Goya Foods, which manufactures and distributes Latino foods in the US, said it would work with the US government to coordinate the delivery of 200 metric tons of black beans (caraotas negras).
The beans are “a Venezuelan staple”, it said.
The truckload will leave Goya's facility in Houston, Texas and travel to Colombia before attempting to cross the border into Venezuela.
Bob Unanue, president of Goya Foods, said the company was uniting with the people of Venezuela to bring nourishing food during "a time of desperate need".
“I commend the support of the United States and other countries, private and public entities, and individuals who are also working diligently to ensure that the people of Venezuela receive food, water, and aid," he said.
The company told FoodNavigator it was currently working on coordinating the product donation and waiting to hear back on next steps.
Whether Goya’s aid will arrive, however, is uncertain. President Nicolas Maduro’s government has been blocking foreign humanitarian aid from entering the country, a decision that has sparked international outcry.
The United Nations’ political and peacebuilding chief, Rosemary DiCarlo, told the UN security council this week that aid from the US and other countries is being stockpiled at the Colombian and Brazilian borders.
Shipments of humanitarian aid from countries that remain loyal to Maduro’s government, such as China and Russia, have been allowed to enter.
Addressing the security council at the same UN meeting, the US special representative for Venezuela, Elliot Abrams, accused Maduro of preferring to “block and burn donated medicine and bread than see it in the hands of Venezuelan children”.
A humanitarian crisis
In 2001, oil-rich Venezuela was considered the richest country on the Latin American continent, according to the World Economic Forum.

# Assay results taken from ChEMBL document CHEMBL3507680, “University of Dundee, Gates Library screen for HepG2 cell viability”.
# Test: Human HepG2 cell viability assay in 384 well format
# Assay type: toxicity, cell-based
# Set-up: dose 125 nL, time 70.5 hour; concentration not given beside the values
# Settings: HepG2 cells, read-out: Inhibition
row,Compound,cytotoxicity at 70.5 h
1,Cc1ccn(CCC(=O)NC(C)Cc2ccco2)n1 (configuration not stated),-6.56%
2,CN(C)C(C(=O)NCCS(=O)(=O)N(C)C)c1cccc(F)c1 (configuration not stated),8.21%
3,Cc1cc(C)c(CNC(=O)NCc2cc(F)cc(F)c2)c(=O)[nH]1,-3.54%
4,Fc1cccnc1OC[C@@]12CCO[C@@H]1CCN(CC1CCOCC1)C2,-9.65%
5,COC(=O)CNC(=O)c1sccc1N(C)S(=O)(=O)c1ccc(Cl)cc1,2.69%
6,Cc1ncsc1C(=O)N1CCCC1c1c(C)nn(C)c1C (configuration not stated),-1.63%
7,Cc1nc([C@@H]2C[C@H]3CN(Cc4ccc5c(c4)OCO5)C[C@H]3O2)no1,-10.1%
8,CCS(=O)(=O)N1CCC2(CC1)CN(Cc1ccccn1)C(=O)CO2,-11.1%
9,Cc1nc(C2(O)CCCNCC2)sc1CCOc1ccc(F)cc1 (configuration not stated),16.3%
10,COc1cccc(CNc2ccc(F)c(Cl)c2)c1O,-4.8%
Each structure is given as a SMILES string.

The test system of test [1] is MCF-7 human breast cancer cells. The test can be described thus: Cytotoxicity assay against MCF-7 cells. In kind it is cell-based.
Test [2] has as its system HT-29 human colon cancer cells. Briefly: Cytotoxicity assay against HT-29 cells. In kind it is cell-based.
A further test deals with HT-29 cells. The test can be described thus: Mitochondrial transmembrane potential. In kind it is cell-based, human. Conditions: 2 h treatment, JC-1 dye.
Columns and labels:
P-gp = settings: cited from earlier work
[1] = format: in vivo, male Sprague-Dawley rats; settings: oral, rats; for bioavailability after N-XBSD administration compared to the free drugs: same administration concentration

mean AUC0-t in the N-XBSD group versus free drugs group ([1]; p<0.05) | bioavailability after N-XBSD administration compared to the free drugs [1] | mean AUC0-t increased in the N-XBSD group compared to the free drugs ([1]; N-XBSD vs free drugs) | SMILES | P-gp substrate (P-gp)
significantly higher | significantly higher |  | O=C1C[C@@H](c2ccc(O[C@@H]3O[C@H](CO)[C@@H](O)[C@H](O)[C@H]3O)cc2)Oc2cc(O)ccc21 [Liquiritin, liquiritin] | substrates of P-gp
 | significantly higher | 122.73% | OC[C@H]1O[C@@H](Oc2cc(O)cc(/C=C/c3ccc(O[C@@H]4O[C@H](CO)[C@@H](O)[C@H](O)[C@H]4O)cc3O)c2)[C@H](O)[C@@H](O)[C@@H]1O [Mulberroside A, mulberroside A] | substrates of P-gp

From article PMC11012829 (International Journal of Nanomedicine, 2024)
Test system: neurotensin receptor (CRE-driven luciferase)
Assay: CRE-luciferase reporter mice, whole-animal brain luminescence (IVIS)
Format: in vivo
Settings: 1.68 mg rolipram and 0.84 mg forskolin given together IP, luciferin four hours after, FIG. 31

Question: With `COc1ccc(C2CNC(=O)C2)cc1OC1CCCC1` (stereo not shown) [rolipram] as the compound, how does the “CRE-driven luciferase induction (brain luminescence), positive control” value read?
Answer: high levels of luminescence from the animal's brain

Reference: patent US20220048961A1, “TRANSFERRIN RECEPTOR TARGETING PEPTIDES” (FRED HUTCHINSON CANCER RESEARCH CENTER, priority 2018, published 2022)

However, government mismanagement, state controls over the price of basic goods and spiraling hyperinflation that has left the bolivar worthless, have transformed the country's economic crisis into a humanitarian one, with food and medicine supplies now at critically low levels.
Last year, the United Nations Children’s Fund (UNICEF) said non-official studies indicated child malnutrition rates were as high as 15.5%, with an additional 20% of children at risk of malnutrition.
According to DiCarlo, infant mortality in Venezuela has soared by around 50% during the political and economic crisis and hospital stocks of medicine have fallen to just 20% of the required level, she warned.
Multinationals leave the country
The crisis has also affected multinationals with operations in the country.
In September last year, paper packaging company Smurfit Kappa, which had a presence in Venezuela for 65 years, wrote down its net assets by €60 million after the government seized its factory in August.
In 2018, following an announcement by cereal manufacturer Kellogg that it would close its factory in Maracaya, the government seized the plant.
Maduro said at the time Kellogg’s decision to close the factory was “absolutely unconstitutional and illegal”, adding that the state would re-open to begin “producing with the industrial working class”.
Venezuela was the Kellogg’s second largest market in Latin America after Mexico.
In 2016, General Mills sold its business in the country to private investment firm Lengfeld while Coca-Cola, Harvest Natural Resources, Bridgestone, Clorox, and Colgate have also left the country.